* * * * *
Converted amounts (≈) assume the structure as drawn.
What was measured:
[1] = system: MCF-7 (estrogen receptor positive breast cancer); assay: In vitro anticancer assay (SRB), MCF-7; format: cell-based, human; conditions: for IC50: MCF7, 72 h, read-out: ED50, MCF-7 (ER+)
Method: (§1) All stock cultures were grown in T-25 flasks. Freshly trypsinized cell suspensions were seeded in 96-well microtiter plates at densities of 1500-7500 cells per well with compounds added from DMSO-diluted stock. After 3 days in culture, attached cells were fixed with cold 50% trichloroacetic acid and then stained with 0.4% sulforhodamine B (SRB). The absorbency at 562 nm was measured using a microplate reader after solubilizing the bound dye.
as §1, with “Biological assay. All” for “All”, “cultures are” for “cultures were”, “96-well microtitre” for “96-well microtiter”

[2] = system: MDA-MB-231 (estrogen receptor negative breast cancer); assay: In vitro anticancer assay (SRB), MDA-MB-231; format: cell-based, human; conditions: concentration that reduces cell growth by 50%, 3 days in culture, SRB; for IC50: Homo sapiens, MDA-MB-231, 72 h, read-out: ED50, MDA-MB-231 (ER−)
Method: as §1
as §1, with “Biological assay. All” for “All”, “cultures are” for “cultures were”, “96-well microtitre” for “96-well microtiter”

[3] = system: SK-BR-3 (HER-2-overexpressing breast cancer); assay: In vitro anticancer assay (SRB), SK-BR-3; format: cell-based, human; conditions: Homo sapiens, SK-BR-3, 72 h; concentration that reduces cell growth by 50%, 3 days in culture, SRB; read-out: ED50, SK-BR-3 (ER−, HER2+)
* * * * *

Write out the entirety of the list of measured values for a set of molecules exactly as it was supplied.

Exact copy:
Converted amounts (≈) assume the structure as drawn.
What was measured:
[1] = system: MCF-7 (estrogen receptor positive breast cancer); assay: In vitro anticancer assay (SRB), MCF-7; format: cell-based, human; conditions: for IC50: MCF7, 72 h, read-out: ED50, MCF-7 (ER+)
Method: (§1) All stock cultures were grown in T-25 flasks. Freshly trypsinized cell suspensions were seeded in 96-well microtiter plates at densities of 1500-7500 cells per well with compounds added from DMSO-diluted stock. After 3 days in culture, attached cells were fixed with cold 50% trichloroacetic acid and then stained with 0.4% sulforhodamine B (SRB). The absorbency at 562 nm was measured using a microplate reader after solubilizing the bound dye.
as §1, with “Biological assay. All” for “All”, “cultures are” for “cultures were”, “96-well microtitre” for “96-well microtiter”

[2] = system: MDA-MB-231 (estrogen receptor negative breast cancer); assay: In vitro anticancer assay (SRB), MDA-MB-231; format: cell-based, human; conditions: concentration that reduces cell growth by 50%, 3 days in culture, SRB; for IC50: Homo sapiens, MDA-MB-231, 72 h, read-out: ED50, MDA-MB-231 (ER−)
Method: as §1
as §1, with “Biological assay. All” for “All”, “cultures are” for “cultures were”, “96-well microtitre” for “96-well microtiter”

[3] = system: SK-BR-3 (HER-2-overexpressing breast cancer); assay: In vitro anticancer assay (SRB), SK-BR-3; format: cell-based, human; conditions: Homo sapiens, SK-BR-3, 72 h; concentration that reduces cell growth by 50%, 3 days in culture, SRB; read-out: ED50, SK-BR-3 (ER−, HER2+)